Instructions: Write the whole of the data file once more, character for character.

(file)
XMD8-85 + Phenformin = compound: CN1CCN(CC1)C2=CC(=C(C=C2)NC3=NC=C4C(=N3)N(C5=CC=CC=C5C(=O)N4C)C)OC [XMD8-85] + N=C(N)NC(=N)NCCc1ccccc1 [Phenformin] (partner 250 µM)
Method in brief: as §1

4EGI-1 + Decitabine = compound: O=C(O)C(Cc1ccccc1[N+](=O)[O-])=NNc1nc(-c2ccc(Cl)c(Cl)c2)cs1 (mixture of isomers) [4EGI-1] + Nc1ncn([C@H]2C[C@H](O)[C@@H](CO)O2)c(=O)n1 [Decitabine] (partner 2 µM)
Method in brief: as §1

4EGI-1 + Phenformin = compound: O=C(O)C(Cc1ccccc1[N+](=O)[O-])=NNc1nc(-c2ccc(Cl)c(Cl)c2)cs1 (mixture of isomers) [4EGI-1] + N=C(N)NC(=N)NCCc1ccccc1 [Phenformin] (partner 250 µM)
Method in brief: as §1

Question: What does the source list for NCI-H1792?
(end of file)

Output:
XMD8-85 + Phenformin = compound: CN1CCN(CC1)C2=CC(=C(C=C2)NC3=NC=C4C(=N3)N(C5=CC=CC=C5C(=O)N4C)C)OC [XMD8-85] + N=C(N)NC(=N)NCCc1ccccc1 [Phenformin] (partner 250 µM)
Method in brief: as §1

4EGI-1 + Decitabine = compound: O=C(O)C(Cc1ccccc1[N+](=O)[O-])=NNc1nc(-c2ccc(Cl)c(Cl)c2)cs1 (mixture of isomers) [4EGI-1] + Nc1ncn([C@H]2C[C@H](O)[C@@H](CO)O2)c(=O)n1 [Decitabine] (partner 2 µM)
Method in brief: as §1

4EGI-1 + Phenformin = compound: O=C(O)C(Cc1ccccc1[N+](=O)[O-])=NNc1nc(-c2ccc(Cl)c(Cl)c2)cs1 (mixture of isomers) [4EGI-1] + N=C(N)NC(=N)NCCc1ccccc1 [Phenformin] (partner 250 µM)
Method in brief: as §1

Question: What does the source list for NCI-H1792?